People rightly complain that the additional housing being built is not matched by sufficient investment in infrastructure such as schools, medical services, and transport links, while the housing itself is often too expensive for the people in our town who need it. Frustrations are compounded by a sense that we, as local residents, have little control over what is built in Colchester and that our views aren’t adequately sought or listened to.
This sense of a lack of control and a dearth of investment is well-founded. In fact, local councils are set house building targets by central government. If they don’t come up with a plan to meet those targets (called a Local Plan), central government will simply impose one on them and councils end up without the legal power to prevent private developers building wherever they like. To make matters worse, the formula used to set the targets is based on a ratio of average local house prices to average local wages, meaning that places with high house prices like our region are always expected to build more, while wages constantly lag behind. And, if that wasn’t bad enough, commuter towns like Colchester get hit with a double whammy, because while house prices are high, local wages remain low since many people work in London or elsewhere. This is why our housing target tends to be around 1000 a year, while for the period 2016-2026 Barrow-in-Furness, for example, was set a housing target of zero!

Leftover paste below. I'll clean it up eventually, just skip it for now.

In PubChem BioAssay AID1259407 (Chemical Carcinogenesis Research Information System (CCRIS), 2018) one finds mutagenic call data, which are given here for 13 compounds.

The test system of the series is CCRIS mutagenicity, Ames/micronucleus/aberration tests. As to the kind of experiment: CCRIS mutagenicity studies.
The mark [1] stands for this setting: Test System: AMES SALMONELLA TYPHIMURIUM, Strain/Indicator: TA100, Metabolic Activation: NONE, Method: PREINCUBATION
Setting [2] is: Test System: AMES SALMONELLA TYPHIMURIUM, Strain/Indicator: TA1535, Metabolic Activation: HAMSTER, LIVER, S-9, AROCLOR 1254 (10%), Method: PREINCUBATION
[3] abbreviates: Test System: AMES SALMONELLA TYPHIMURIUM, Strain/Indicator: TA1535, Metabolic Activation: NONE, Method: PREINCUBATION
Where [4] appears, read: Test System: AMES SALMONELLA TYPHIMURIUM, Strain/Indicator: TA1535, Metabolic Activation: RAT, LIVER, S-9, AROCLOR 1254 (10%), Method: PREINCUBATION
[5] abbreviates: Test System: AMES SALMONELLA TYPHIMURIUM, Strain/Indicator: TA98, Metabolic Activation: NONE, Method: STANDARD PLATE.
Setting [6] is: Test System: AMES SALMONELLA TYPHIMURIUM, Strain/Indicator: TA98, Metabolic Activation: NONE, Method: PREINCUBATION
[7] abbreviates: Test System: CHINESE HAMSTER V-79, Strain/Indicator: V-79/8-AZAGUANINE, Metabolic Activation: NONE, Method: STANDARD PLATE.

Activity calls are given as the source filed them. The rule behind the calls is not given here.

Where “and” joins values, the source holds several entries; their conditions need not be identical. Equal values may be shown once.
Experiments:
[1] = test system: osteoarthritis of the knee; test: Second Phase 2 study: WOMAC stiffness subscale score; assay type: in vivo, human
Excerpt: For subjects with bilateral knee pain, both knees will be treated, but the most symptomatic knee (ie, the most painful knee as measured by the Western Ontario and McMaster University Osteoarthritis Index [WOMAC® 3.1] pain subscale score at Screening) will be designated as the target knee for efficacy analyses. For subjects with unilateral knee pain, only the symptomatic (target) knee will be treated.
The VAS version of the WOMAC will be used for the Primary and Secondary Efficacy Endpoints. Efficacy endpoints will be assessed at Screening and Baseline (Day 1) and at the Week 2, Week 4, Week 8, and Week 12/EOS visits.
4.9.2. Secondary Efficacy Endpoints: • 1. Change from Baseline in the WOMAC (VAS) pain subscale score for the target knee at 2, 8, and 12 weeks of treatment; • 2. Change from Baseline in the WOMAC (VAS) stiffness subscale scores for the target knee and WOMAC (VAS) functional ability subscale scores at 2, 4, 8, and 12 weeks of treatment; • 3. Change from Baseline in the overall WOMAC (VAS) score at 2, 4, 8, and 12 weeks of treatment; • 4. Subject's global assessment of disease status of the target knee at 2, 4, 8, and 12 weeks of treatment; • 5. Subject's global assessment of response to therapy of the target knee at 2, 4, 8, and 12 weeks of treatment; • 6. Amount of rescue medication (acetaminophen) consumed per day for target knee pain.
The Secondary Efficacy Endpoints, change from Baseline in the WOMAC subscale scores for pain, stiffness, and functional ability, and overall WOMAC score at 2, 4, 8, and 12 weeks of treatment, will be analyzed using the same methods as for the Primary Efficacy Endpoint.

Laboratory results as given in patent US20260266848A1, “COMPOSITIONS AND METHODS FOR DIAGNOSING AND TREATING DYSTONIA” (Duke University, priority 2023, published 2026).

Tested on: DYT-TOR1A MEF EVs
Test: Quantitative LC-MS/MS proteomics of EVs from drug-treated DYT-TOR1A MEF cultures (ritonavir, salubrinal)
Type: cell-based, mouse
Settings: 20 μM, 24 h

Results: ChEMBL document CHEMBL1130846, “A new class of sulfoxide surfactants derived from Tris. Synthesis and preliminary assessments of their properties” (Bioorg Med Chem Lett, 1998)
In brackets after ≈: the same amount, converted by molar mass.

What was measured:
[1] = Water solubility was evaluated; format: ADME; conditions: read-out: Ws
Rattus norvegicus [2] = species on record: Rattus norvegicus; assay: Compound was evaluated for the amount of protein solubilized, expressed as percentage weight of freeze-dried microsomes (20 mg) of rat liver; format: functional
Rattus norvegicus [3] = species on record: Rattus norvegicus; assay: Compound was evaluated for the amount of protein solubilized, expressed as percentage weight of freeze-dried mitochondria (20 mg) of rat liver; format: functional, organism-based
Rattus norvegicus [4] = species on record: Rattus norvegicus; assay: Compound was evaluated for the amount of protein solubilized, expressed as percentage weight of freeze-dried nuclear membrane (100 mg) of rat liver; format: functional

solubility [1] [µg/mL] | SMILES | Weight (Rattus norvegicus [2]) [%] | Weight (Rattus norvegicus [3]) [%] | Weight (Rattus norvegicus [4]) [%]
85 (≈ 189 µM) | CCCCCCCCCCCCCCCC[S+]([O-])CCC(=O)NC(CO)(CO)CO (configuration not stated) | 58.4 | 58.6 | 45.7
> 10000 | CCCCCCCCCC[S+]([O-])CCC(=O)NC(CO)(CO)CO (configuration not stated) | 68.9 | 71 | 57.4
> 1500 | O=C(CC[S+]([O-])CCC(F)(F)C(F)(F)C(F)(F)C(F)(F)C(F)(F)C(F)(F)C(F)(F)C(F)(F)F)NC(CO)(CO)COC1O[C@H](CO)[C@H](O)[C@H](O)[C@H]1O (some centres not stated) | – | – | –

All of this is compounded by the raid on local government finances since 2010. Before 2010, local government funding came largely from a central government grant, topped up by a small amount related to the number of houses built (called New Homes Bonus). Since then, the central government grant has been scrapped, so councils are now entirely reliant on New Homes Bonus and a share of local business rates for their funding. For example, Colchester Borough Council’s central government grant has been slashed from over £10m in 2011-12 to zero this year, therefore the New Homes Bonus accounts for nearly half of its funding. This means that local councils are now heavily incentivised to build lots of housing in order to pay for essential local services. Meanwhile, Essex Highways consistently fails to use its power to raise objections to new developments on the grounds that they will overburden our already overused roads.
What needs to change?